The quantum limit in the laser-interferometric gravitational-wave detector can be overcome by the injection of squeezed states of light into the antisymmetric port of the interferometer4. Following the 1981 proposal of Caves4 to improve the sensitivity of quantum-noise-limited laser interferometers by squeezed-state injection, a handful of experimental efforts have realized the proof-of-principle on the table-top scale at megahertz frequencies13,22,23. Our demonstration of squeezing-enhancement shows improved sensitivity in a suspended-mirror prototype gravitational-wave detector by injecting a squeezed vacuum field with an inferred level of 9.3±0.1 dB relative to shot noise into the antisymmetric port (see the Methods section). An important distinction between our experiment and previous efforts is that it is the first implementation of squeezing-enhancement in a prototype gravitational-wave detector with suspended optics and a control and readout scheme similar to those used in the currently operational LIGO detectors, making it necessary to confront dynamical effects introduced by suspended mirrors such as optical springs24. It is, therefore, a critical step towards implementation of squeezing-enhancement in large-scale gravitational-wave detectors. In all of these experiments, including the one reported here, quantum radiation pressure noise was buried under other technical noise sources such as seismic noise and mirror thermal noise, and only the shot-noise limit was accessible (not buried under technical noise) for showing squeezing-enhancement. So far, quantum radiation pressure noise has not been observed in any experimental setting.

Terrestrial gravitational-wave detectors typically comprise a Michelson interferometer with a Fabry–Perot cavity in each arm, to increase the phase sensitivity of the detector. The Michelson interferometer is operated on or near a dark fringe. As most of the incident light returns towards the laser source, the gravitational-wave-induced signal can be increased by recycling the laser power back towards the beamsplitter. This is achieved by placing a partially transmitting mirror—the ‘power recycling’ mirror—between the laser source and the beamsplitter. Typical power-recycling gains of 30 to 70 have been realized in currently operational gravitational-wave detectors. Similarly, a partially transmissive mirror can also be placed at the antisymmetric port of the beamsplitter to further enhance the gravitational-wave-induced signal at the interferometer output. This ‘signal recycling’ mirror forms a complex optical cavity with the rest of the interferometer. The frequency-dependent optical response of the detector to incident gravitational waves can be tuned by operating the signal-recycling cavity at various detunings from resonance. Signal recycling is used in the GEO600 detector18, and is planned for the Advanced LIGO detector6.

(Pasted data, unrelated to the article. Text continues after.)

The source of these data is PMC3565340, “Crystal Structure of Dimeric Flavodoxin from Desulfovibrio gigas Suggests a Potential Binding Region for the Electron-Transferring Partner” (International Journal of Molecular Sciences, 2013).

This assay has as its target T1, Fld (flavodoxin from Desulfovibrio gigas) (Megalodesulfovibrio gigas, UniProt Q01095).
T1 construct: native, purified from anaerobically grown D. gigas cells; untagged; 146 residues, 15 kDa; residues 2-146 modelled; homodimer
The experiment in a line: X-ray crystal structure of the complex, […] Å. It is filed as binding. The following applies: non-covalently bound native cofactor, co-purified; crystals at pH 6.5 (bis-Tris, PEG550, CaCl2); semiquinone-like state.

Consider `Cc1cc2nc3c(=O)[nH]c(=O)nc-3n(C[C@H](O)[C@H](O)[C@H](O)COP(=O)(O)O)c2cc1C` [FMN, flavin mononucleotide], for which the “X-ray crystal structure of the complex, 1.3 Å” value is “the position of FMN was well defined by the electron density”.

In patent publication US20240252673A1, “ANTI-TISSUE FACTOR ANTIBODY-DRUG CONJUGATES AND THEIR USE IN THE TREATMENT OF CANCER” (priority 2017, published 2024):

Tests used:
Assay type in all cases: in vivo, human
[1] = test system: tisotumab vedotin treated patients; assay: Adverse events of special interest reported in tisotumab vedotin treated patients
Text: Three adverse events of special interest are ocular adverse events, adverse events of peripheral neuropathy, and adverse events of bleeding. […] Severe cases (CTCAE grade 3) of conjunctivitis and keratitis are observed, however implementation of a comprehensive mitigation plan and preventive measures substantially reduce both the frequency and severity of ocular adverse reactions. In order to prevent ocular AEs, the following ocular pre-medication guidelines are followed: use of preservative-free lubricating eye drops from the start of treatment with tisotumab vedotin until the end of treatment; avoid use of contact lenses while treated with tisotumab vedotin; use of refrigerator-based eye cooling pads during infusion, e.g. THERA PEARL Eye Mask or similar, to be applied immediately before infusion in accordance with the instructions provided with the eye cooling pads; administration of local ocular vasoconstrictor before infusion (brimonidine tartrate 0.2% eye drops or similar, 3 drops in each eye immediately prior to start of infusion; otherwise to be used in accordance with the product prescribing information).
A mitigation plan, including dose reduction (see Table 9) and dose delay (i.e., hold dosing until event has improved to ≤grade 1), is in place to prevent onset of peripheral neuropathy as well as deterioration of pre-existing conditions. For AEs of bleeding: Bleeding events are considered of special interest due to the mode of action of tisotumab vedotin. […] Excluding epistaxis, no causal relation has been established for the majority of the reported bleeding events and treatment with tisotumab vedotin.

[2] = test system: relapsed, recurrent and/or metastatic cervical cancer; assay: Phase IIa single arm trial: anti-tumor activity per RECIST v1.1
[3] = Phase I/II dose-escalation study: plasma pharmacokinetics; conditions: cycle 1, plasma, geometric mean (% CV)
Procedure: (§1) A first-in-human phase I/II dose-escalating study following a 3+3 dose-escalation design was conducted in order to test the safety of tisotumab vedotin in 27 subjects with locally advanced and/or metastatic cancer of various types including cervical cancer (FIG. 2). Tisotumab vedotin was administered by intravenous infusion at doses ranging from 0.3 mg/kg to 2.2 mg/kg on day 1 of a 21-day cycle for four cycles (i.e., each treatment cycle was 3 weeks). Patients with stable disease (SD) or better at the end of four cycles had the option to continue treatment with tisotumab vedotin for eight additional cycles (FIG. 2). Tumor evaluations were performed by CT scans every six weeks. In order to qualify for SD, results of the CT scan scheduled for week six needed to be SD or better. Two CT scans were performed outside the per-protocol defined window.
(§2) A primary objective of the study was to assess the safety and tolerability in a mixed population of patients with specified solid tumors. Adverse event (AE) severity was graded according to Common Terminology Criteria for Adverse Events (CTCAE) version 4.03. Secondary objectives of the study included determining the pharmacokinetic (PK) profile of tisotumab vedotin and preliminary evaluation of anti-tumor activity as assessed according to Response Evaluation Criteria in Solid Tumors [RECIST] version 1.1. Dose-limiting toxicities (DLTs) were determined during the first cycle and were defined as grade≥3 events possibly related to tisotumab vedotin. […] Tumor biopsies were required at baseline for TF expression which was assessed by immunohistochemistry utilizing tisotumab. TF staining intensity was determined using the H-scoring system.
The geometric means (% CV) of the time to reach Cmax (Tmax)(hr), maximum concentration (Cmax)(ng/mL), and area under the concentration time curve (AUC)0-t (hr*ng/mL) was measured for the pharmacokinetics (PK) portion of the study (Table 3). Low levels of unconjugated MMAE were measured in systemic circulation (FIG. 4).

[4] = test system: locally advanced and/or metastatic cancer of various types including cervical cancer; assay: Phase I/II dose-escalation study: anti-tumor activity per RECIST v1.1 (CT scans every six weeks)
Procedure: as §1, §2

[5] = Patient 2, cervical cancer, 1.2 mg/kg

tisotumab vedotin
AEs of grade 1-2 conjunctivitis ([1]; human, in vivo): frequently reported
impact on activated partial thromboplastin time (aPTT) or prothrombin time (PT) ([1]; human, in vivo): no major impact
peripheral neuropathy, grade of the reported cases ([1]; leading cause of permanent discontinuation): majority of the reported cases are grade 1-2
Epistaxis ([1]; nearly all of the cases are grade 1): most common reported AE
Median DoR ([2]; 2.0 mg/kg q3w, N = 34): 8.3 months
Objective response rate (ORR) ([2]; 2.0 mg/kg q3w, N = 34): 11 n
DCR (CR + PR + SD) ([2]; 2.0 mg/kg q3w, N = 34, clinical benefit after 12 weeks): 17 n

The experiment reported here used a subconfiguration of the complete Advanced LIGO interferometer—a signal-recycled Michelson interferometer (SRMI), chosen in part because it is an important new feature of the optical configuration predicted for Advanced LIGO6,24. The shot-noise-limited displacement sensitivity of the SRMI is given in the frequency domain by25

where G is the signal-recycling gain, given by G=[ts/(1−rsrme−2iφ)]2, η is the power transmission efficiency from the signal-recycling mirror to the photodetector (including the quantum efficiency of the photodetector) and R is the squeeze factor3. Here, rs and ts are the amplitude reflectivity and transmissivity of the signal-recycling mirror, rm is the amplitude reflectivity of the Michelson interferometer and φ is the signal-recycling cavity detuning. We note that setting G=1, η=1 and R=0 in equation (2) leads to the familiar expression for the shot-noise limit in a Michelson interferometer, given in equation (1). In the experiment described below, η,rs and rm are measured to be 0.825, and respectively, and P and φ are obtained from fits to be 57 mW and 0, respectively.